Thursday, July 11, 2024

Can Shingles Vaccine And Pneumonia Vaccine Be Given Together

What Questions Should I Ask My Healthcare Provider

New CDC guidelines for shingles and pneumonia vaccines

Its normal to have questions before you get a vaccine. Some common questions you may want to discuss with your healthcare provider include:

  • When should I get the shingles vaccine?
  • What side effects should I expect?
  • How does the shingles vaccine work?
  • When should I schedule each dose of the shingles vaccine?
  • How effective is the shingles vaccine?
  • Is there any reason I shouldnt get the shingles vaccine?
  • What could happen if I dont get the shingles vaccine?

How Do You Catch Shingles

You do not “catch” shingles it comes on when there’s a reactivation of chickenpox virus that’s already in your body.

After you’ve recovered from chickenpox, the varicella-zoster virus lies dormant in your nerve cells and can reactivate at a later stage when your immune system is weakened.

Anyone who has had chickenpox can get shingles.

Administration In People With Hiv

The product information for Zostavax states that the safety and efficacy of Zostavax have not been established in adults with known HIV infection with or without evidence of immunosuppression.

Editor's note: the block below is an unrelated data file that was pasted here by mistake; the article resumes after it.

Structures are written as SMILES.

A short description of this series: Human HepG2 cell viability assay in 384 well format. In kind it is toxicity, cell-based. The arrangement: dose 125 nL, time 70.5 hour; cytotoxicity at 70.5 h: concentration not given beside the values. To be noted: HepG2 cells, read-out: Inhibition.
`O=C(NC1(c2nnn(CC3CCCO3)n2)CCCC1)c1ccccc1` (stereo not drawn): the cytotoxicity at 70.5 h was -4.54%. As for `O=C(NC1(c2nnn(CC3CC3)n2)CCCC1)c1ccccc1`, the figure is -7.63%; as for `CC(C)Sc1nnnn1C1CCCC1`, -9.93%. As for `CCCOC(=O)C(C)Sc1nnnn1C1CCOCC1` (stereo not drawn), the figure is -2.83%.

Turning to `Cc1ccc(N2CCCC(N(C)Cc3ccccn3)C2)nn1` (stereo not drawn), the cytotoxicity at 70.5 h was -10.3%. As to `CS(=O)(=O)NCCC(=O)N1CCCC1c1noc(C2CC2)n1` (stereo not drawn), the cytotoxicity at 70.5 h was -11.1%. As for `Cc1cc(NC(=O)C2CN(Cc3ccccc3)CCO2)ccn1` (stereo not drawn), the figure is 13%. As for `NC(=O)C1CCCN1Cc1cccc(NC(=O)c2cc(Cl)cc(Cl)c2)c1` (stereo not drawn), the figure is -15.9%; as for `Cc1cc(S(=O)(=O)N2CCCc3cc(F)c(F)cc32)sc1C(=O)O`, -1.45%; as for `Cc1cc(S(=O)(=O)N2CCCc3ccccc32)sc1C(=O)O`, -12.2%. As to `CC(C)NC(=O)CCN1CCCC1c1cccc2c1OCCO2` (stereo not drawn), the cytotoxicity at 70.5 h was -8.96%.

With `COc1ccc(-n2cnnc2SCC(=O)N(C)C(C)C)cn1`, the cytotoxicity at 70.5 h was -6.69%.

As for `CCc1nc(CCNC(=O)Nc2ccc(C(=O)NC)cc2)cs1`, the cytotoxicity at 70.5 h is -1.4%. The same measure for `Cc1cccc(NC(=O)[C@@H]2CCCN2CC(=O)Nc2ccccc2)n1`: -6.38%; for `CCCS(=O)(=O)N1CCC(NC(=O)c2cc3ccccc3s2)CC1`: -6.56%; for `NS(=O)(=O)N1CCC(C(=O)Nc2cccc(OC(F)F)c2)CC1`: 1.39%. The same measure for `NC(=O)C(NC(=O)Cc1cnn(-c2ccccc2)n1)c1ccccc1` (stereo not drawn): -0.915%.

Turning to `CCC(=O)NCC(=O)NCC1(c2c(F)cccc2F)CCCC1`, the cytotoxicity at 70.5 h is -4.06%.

ATAGI recommends that Zostavax may be given to people who have HIV but are not immunocompromised, after confirming pre-existing immunity to varicella-zoster virus.

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Incidence Of Shingles & Pneumonia

Shingles is a reawakening of the herpes zoster virus that lays dormant in the basal nerve ganglia after childhood exposure to chickenpox. The risk of experiencing shingles is 0.5-1.0% for people under the age of 60, and as high as 1% above age 80.1 While individual risk is low, shingles still affects a large number of people. In less than 5% of all patients with shingles, a secondary complication called post-herpetic neuralgia arises, which is potentially debilitating pain that lingers after the rash has cleared. Preventing PHN is the primary goal of shingles vaccination.

Pneumonia is a common infection in older adults, and is particularly lethal in patients over the age of 80 who are likely to die, even with intensive treatment. The pneumonia immunization protects against Streptococcus pneumoniae. This bacteria has 90 known serotypes, but most live quietly in humans without causing disease. Some forms of this bacteria can cause sepsis or meningitis in certain cases , but most commonly cause bacterial pneumonia. Community acquired pneumonia is caused by Streptococcus pneumoniae 24-40% of the time, and causes close to 400 000 hospitalizations annually in the United States at least 5% of those hospitalizations result in death.2 One of the most concerning aspects of these infections is that they can come on very rapidly, which is partly why vaccination is recommended.

Is There Anyone Who Should Not Have The Shingles Vaccination

There are 2 shingles vaccines available in the UK:

  • Zostavax, a live vaccine given as 1 dose
  • Shingrix, a non-live vaccine given as 2 doses

If Zostavax is not suitable for you, a GP or practice nurse will decide whether to offer you Shingrix instead.

You should not have the shingles vaccine if you’ve had a serious allergic reaction in the past to a previous dose of the shingles vaccine, or to any of the ingredients in the vaccine, or to a previous dose of varicella vaccine.